Tayy El Khiyaam (Folding the Tents)
By Hamdi Abu Golayyel
Dar Merit, 2010
By Mohamed El-Bisatie
AUC Press, 2010
In the first piece in the short fiction collection Tayy El Khiyaam, a young man of Bedouin descent chafes at his grandfather’s yearly repayment of a blood debt to members of another tribe. He looks on what he considers a humiliating tradition — and the history that justifies it — with embarrassment and disbelief. “In truth, I didn’t trust my grandfather’s story about the camel that was the reason for his brother’s murder,” he tells us, referring to the incident at the root of the tribal debt.
Such tergiversation will be familiar to readers of Hamdi Abu Golayyel’s work. The author, who is himself of Bedouin provenance, likes to worry stories — and the language in which they are told — to bits, the better to reassemble his own narratives, their seams still visible and frayed. They tend to be rambling yarns, full of discomfiting details, self-deprecation, and sarcastic asides.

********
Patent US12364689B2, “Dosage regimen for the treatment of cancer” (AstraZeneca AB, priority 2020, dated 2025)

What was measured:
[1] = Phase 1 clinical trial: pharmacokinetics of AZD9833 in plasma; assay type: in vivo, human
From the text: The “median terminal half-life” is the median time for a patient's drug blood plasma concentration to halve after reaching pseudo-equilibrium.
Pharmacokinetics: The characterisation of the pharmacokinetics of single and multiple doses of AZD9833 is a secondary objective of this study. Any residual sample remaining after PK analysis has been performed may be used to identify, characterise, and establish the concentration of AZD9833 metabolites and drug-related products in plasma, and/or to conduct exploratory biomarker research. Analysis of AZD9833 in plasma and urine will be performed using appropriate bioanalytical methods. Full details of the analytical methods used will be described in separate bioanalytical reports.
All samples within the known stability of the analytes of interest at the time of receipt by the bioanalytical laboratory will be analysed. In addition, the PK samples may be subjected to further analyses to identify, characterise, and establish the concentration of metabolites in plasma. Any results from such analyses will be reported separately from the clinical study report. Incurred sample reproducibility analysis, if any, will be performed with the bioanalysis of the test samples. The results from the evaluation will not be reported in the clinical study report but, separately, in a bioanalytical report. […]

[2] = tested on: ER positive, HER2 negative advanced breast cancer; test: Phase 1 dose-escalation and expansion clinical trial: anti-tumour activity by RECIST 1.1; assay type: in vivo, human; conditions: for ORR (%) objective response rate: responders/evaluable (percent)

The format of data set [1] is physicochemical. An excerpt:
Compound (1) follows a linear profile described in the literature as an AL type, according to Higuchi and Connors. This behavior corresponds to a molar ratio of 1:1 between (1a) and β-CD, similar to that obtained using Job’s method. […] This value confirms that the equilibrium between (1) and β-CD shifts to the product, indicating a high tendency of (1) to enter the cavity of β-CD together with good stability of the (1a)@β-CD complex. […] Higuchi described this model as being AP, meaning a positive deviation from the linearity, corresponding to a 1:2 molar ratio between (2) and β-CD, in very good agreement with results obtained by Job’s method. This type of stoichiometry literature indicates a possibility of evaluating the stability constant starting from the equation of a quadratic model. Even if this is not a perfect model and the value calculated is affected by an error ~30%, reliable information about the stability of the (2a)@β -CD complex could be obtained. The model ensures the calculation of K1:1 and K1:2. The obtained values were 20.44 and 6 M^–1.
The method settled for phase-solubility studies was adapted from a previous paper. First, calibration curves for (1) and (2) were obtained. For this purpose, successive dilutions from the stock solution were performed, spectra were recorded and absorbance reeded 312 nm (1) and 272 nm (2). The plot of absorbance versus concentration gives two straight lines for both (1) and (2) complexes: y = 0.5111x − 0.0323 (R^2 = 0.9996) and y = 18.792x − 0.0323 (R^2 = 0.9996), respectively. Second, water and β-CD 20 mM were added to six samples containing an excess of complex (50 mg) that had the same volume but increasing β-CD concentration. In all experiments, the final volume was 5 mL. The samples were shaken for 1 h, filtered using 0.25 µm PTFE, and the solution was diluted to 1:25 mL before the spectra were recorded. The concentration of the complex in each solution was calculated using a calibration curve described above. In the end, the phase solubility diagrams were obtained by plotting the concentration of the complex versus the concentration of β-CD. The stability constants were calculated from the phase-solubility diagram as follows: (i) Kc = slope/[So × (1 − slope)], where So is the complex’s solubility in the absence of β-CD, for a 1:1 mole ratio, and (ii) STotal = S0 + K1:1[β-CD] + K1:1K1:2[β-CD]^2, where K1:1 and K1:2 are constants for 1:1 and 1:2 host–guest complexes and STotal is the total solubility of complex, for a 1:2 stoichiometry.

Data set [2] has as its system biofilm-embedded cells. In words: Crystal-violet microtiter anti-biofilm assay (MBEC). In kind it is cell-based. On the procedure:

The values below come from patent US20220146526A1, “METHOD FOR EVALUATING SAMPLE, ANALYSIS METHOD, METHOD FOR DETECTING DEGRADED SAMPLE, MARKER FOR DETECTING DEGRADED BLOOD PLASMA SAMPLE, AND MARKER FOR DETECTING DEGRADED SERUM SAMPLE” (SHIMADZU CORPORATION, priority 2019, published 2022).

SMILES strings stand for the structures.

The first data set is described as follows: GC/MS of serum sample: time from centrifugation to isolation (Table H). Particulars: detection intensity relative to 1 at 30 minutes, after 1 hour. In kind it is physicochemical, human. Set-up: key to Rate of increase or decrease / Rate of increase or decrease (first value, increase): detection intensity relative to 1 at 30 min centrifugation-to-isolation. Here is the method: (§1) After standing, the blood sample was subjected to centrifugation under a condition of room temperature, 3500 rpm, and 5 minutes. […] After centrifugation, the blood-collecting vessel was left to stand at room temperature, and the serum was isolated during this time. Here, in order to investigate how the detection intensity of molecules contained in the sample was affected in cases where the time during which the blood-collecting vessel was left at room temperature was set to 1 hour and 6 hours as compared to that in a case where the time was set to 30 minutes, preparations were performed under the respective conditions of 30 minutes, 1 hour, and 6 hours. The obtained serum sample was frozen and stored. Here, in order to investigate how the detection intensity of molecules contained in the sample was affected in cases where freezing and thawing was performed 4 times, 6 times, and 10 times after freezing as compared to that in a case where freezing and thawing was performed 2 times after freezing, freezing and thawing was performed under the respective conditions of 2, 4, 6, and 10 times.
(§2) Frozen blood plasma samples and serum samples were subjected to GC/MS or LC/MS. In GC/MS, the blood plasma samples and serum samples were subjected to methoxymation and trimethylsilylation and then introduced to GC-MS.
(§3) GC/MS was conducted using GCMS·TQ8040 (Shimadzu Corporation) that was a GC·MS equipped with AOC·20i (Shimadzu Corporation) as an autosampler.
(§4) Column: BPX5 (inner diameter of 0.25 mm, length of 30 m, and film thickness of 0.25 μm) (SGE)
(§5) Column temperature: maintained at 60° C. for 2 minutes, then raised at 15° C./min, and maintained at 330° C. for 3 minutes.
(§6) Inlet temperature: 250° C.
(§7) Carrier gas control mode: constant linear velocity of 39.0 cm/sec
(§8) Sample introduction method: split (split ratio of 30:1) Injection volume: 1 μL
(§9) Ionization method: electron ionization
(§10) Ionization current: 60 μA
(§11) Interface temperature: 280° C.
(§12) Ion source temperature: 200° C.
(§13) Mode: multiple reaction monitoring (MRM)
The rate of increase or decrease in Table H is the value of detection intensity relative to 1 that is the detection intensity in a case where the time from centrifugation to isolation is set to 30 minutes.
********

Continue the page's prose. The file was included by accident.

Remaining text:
Members of the author’s own tribe long ago settled in a village in the Fayoum; the deserts they once roamed, he writes, “no longer exist at all, except inside them.” Still, the stories in Tayy El Khiyaam, like much of Abu Golayyel’s work, are concerned with making sense of Bedouin heritage; the gaps and contradictions between his tribe’s past and its present; the codes it supposedly follows and the realities it faces; and, above all, the unreliable legends by which it defines itself.